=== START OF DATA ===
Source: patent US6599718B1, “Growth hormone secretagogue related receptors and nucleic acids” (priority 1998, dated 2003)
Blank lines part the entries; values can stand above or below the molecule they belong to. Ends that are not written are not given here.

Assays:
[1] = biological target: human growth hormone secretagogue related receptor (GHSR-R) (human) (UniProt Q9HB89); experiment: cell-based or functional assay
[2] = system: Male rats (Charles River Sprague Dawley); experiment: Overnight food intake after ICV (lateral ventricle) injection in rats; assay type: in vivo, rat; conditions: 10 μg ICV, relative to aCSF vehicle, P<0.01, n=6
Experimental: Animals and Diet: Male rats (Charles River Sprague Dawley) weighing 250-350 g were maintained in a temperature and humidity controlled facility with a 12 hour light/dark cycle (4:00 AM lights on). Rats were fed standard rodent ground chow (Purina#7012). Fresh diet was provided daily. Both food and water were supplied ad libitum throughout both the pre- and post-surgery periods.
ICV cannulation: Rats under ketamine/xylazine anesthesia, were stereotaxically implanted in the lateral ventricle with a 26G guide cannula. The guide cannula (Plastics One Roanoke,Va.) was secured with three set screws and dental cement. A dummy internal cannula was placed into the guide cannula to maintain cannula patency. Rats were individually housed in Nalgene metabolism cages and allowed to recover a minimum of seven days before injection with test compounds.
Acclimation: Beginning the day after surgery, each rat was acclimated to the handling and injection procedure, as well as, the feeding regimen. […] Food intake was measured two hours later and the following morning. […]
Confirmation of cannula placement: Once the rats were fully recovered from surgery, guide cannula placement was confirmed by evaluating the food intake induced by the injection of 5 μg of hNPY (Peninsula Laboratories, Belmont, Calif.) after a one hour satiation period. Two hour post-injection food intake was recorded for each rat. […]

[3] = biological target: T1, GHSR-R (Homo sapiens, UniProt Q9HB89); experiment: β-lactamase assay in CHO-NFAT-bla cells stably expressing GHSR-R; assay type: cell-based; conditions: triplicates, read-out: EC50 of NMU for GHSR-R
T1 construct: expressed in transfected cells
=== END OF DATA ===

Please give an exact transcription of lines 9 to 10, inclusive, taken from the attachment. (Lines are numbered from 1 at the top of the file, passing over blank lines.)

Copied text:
Confirmation of cannula placement: Once the rats were fully recovered from surgery, guide cannula placement was confirmed by evaluating the food intake induced by the injection of 5 μg of hNPY (Peninsula Laboratories, Belmont, Calif.) after a one hour satiation period. Two hour post-injection food intake was recorded for each rat. […]

[3] = biological target: T1, GHSR-R (Homo sapiens, UniProt Q9HB89); experiment: β-lactamase assay in CHO-NFAT-bla cells stably expressing GHSR-R; assay type: cell-based; conditions: triplicates, read-out: EC50 of NMU for GHSR-R